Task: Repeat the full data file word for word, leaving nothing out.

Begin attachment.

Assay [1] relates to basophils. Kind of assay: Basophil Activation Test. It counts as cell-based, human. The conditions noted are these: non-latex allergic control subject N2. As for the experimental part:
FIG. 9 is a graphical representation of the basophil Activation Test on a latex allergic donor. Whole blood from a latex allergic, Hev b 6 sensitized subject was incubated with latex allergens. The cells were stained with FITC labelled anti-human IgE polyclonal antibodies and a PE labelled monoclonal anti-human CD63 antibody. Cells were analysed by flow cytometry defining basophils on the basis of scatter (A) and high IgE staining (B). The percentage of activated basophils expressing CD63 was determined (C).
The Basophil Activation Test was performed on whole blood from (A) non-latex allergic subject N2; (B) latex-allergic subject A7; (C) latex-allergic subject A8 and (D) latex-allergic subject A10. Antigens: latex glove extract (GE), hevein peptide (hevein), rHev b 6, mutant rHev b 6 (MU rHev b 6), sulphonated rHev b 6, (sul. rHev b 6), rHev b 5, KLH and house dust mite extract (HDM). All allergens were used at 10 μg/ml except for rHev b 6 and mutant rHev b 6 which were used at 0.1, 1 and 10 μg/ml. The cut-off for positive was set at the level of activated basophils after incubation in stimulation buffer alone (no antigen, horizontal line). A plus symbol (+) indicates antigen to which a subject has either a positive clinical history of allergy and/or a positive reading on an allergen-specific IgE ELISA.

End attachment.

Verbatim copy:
Assay [1] relates to basophils. Kind of assay: Basophil Activation Test. It counts as cell-based, human. The conditions noted are these: non-latex allergic control subject N2. As for the experimental part:
FIG. 9 is a graphical representation of the basophil Activation Test on a latex allergic donor. Whole blood from a latex allergic, Hev b 6 sensitized subject was incubated with latex allergens. The cells were stained with FITC labelled anti-human IgE polyclonal antibodies and a PE labelled monoclonal anti-human CD63 antibody. Cells were analysed by flow cytometry defining basophils on the basis of scatter (A) and high IgE staining (B). The percentage of activated basophils expressing CD63 was determined (C).
The Basophil Activation Test was performed on whole blood from (A) non-latex allergic subject N2; (B) latex-allergic subject A7; (C) latex-allergic subject A8 and (D) latex-allergic subject A10. Antigens: latex glove extract (GE), hevein peptide (hevein), rHev b 6, mutant rHev b 6 (MU rHev b 6), sulphonated rHev b 6, (sul. rHev b 6), rHev b 5, KLH and house dust mite extract (HDM). All allergens were used at 10 μg/ml except for rHev b 6 and mutant rHev b 6 which were used at 0.1, 1 and 10 μg/ml. The cut-off for positive was set at the level of activated basophils after incubation in stimulation buffer alone (no antigen, horizontal line). A plus symbol (+) indicates antigen to which a subject has either a positive clinical history of allergy and/or a positive reading on an allergen-specific IgE ELISA.